Faced with this thin love story between a young vet and a circus girl, even the wild beasts are bellowing with boredom while the two stars shine by their haircut - a Jean Harlow-worthy blondness for Reese Witherspoon and sexy hair cream for Robert Pattinson.

Gonzalez and Chauvin’s reviews are often harsh, but I have come to trust them. Theirs are the first words I read in the magazine each month, long before the editor’s foreword.

Vogue Paris, May 2011 - Translation my own.

Posted at 7:16pm and tagged with: magazine writing, Vogue Paris, cinema,.

Paris Hilton, famous for being famous, is on the Terry Richardson-shot cover of this month’s issue of Turkish Vogue. Back in November 2006, Hilton was Vogue Paris cover girl for their beauty issue. According to an interview Carine Roitfeld did at the time with French TV show La Blonde et Moi, the issue sold very well.

Vogue Turkey picture: Tarsha at The Fashion Spot.

Posted at 8:55am and tagged with: Vogue, Vogue Paris,.

1 - Mr Porter

Natalie Massenet & Richemont’s latest online venture launches early this year. Seeing how tuned Massenet is to her customers, I’m sure the store will stock enough small sizes to allow women to shop and wear menswear too.

Mr Porter

2 - Chanel launches its online store


Chanel should launch its first transactional website this year. How is the French luxury brand going to translate its black and white minimalism and giant lion catwalk eccentricities on a digital platform?

3 - More luxury brands and magazine apps on the iPad/iPhone
The next logical step in the fashion industry taming the online world: brands and magazine will launch transactional, interactive apps on the Apple store, following again, Massenet’s lead. Expect pop up apps for one-off collections as well as stronger links between printed magazines and their online alter egos. I also see luxury brands including QR codes in their clothes labels so that customers can see how garments are made - playing the heritage and skills card on smart phones.

In 2011, fashion brands will keep embracing social media - or reject them altogether. The time for middle ground is gone.

4 - Black Swan

Rodarte costumes, Vincent Cassel as the ballet director and Natalie Portman as Odette. Not to mention actual ballet scenes on the big screen.

UK release announced for 21 January 2011

5 - YSL, l’Amour Fou


A feature-long documentary on Yves Saint Laurent and Pierre Bergé, the making of their fashion house and their private and professional partnership. If you’re as fascinated by Saint Laurent as I am, it is a must-see.

L’amour Fou is rumoured to be released in the UK this year.

6 - Sherlock, season II and the Untitled Sherlock Holmes Sequel by Guy Ritchie

Neither is technically fashion-related but both the first series and first film had a strong wardrobe department, be it Millford coat and Spencer Hart suits or modern spin on Victorian menswear. Add to that beautiful cinematography and strong acting.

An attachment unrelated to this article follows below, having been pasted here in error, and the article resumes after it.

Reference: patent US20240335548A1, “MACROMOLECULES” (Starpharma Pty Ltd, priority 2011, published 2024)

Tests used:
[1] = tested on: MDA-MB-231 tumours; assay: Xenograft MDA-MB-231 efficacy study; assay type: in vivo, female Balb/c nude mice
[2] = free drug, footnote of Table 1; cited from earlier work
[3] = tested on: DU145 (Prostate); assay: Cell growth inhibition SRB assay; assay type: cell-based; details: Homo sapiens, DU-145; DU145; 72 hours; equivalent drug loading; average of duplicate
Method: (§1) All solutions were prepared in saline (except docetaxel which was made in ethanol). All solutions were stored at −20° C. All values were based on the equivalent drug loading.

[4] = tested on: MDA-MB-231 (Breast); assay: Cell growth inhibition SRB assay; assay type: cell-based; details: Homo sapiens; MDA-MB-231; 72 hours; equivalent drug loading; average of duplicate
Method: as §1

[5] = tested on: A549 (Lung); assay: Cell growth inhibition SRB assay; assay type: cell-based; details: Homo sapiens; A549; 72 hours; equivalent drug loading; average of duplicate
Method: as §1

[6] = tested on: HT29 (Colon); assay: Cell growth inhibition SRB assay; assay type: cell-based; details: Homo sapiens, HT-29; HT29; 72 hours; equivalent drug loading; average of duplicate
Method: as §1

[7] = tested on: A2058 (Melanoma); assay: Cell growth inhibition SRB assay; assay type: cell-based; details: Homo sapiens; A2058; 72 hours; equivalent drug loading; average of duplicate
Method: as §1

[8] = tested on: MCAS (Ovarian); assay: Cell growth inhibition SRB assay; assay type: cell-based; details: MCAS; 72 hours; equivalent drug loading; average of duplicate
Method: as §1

Sherlock season II is announced on the BBC for the summer

Untitled Sherlock Holmes Sequel released 16 December 2011

7 - Indutrie magazine, Monocle

Print isn’t dead - it is just changing. The launch of Monocle, Industrie and other The Gentlewoman over the past few years showed there is a market for high end, specialised magazines with more brain than gloss.

8 - A new direction for Paris Vogue

Although it is hard at the moment to imagine who is going to take over from Carine Roitfeld, and which direction s/he will take the magazine in, I hope to see amazing editorials alongside well-researched and well-written articles. On my list of favourites for the job, mostly men: Loic Prigent, Olivier Lalanne…

The new rédacteur en chef should be announced at the beginning of the year

9 - Yohji Yamamoto at the V&A


After Margiela at Somerset House, the V&A fashion department tackles another fashion pioneer. Yamamoto’s menswear will be displayed alongside womenswear for the first time. Let’s hope the exhibition isn’t as big a let down as the Grace Kelly one.

12 March 2011 - 10 July 2011

10 - L’art de l’automobile: An exhibition of Ralph Lauren’s cars at the Musée des Arts Décoratifs in Paris


Beautiful cars +  Ralph Lauren, what more can I say? Of course, I would be even happier if there were Ralph Lauren garments on display, but I’ll settle for some Ferraris, Jaguars and Bugattis.

28 April 2011 - 28 August 2011

Musée des Arts Décoratifs

11 - The Burma Conspiracy


Largo Winch was my favourite graphic novel growing up, the one which taught me all about hostile takeovers and share prices. Jérôme Salle’s first Winch film was worthy of the original character. In this one, he cast Sharon Stone as an international lawyer accusing Largo of crime against humanity, most likely to get the W group share price down.

Largo Winch 2 is out in France 16 February 2011 

Pictures: Screencap of Mr Porter; Chanel store from Popsop; Black Swan from Blogspot; Yves Saint Laurent from Screen Daily; Sherlock Holmes from Screen Crave; Yamamoto from the V&A; Ralph Lauren from Vanity Fair

Posted at 6:37am and tagged with: Classy film, Sherlock, Vogue Paris, chanel, exhibition, magazines, online shopping, ysl, yves saint laurent, cinema,.

Best Wishes for 2011, Meilleurs Voeux pour 2011

Nuits Fauves, Paris Vogue August 2008 - Photograph Inez van Lamsweerde and Vinoodh Matadin, Stylist Emmanuelle Alt, Model Kate Moss

Noctambule, Paris Vogue May 2007 - Photograph Terry Richardson, Stylist Emmanuelle Alt, Model Daria Werbowy

Put on a Happy Face, Paris Vogue September 2009 - Photograph Bruce Weber, Stylist Carine Roitfeld

Happily Ever After, US Vogue November 2010 - Photograph Mario Testino, Stylist Tonne Goodman, Model Anne Hathaway

Posted at 7:57pm and tagged with: Kate Moss, Vogue, Vogue Paris, editorial,.